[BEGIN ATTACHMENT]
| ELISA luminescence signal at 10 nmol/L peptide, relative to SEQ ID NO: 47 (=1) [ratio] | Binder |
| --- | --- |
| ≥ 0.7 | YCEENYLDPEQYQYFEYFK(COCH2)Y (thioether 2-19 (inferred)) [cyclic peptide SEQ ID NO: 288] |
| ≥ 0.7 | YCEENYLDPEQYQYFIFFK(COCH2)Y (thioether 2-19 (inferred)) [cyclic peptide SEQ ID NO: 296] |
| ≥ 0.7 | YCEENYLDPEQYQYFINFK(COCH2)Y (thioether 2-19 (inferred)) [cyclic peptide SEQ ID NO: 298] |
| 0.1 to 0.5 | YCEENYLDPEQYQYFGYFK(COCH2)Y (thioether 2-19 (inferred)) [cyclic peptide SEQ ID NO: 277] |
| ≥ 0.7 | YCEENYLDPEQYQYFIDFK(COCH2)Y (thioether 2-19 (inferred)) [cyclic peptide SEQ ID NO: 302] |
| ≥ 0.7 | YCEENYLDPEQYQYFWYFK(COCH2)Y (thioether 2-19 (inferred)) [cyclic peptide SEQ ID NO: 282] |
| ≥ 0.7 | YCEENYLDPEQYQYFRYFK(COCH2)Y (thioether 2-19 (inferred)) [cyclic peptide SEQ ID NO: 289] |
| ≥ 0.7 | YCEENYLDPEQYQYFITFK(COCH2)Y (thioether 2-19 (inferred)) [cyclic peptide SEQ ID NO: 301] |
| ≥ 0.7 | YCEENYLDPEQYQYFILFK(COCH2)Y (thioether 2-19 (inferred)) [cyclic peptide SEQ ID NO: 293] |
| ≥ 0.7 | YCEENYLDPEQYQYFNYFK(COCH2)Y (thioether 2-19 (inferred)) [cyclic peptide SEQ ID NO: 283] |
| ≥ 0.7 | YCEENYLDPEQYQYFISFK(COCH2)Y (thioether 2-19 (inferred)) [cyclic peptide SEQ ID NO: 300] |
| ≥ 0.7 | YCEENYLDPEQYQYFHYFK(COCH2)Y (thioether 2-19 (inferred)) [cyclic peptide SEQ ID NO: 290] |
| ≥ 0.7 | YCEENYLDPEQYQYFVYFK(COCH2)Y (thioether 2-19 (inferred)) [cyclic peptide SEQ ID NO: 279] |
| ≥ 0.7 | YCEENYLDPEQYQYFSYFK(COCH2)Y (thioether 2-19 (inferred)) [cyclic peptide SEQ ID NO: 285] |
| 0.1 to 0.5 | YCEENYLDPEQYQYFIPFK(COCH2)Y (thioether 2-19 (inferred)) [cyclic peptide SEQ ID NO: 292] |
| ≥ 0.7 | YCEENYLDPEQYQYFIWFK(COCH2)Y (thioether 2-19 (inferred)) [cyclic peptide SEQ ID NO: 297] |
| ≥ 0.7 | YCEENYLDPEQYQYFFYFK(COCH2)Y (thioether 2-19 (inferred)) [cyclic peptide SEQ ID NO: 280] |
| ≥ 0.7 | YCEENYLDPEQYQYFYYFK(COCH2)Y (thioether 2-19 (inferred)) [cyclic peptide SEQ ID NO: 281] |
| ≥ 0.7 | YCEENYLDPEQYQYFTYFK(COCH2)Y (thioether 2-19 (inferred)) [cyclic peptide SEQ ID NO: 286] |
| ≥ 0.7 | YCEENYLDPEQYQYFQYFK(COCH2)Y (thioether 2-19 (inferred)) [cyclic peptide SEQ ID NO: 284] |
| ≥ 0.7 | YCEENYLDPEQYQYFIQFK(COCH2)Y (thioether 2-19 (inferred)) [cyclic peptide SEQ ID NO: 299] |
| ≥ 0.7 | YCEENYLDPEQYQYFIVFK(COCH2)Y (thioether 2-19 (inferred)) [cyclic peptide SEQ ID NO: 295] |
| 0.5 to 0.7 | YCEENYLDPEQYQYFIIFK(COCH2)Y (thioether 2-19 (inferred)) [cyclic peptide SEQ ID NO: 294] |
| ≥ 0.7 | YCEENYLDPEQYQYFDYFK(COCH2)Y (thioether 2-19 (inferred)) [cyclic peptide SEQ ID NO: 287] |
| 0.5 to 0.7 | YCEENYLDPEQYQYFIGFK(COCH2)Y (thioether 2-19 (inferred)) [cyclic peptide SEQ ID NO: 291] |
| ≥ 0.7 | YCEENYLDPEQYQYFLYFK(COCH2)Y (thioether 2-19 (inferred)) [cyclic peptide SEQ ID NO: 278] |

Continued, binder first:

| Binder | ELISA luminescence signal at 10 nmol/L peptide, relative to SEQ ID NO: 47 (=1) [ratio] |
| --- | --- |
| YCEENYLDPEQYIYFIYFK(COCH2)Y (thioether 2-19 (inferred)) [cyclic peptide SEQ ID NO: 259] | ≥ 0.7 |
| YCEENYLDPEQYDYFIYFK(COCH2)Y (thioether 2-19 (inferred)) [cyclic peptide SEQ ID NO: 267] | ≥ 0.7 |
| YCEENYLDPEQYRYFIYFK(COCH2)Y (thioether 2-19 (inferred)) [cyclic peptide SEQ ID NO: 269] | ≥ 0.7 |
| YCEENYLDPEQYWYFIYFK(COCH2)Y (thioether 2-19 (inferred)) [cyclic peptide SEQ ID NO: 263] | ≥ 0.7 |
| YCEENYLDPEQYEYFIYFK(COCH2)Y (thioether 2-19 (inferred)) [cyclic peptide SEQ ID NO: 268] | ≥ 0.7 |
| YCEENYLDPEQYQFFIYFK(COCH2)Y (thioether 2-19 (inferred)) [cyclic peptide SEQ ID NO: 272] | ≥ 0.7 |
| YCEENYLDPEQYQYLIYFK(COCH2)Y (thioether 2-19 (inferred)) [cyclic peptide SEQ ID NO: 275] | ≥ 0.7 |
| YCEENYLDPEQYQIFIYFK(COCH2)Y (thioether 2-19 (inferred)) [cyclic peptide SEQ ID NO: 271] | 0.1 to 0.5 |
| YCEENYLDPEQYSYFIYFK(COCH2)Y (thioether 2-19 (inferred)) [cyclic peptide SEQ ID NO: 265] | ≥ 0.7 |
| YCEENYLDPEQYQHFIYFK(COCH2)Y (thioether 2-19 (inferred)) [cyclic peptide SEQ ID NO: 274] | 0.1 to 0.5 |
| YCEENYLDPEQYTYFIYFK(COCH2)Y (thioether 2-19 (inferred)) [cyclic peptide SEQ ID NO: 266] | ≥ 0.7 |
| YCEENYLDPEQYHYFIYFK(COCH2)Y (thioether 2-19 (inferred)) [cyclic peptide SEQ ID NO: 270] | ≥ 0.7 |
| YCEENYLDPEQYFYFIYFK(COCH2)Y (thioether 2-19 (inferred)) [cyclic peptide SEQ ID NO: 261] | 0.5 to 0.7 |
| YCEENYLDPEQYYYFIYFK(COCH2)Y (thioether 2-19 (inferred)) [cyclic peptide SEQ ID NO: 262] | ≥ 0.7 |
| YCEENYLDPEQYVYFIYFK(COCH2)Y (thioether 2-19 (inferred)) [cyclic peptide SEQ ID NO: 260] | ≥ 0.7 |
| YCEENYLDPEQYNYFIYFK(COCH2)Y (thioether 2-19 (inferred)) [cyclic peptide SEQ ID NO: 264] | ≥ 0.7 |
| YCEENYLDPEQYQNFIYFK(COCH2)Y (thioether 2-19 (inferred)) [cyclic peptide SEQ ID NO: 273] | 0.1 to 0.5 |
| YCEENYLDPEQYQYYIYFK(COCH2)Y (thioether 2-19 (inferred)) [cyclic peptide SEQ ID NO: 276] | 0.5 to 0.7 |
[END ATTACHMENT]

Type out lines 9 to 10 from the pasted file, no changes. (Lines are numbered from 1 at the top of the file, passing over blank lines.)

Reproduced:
| ≥ 0.7 | YCEENYLDPEQYQYFRYFK(COCH2)Y (thioether 2-19 (inferred)) [cyclic peptide SEQ ID NO: 289] |
| ≥ 0.7 | YCEENYLDPEQYQYFITFK(COCH2)Y (thioether 2-19 (inferred)) [cyclic peptide SEQ ID NO: 301] |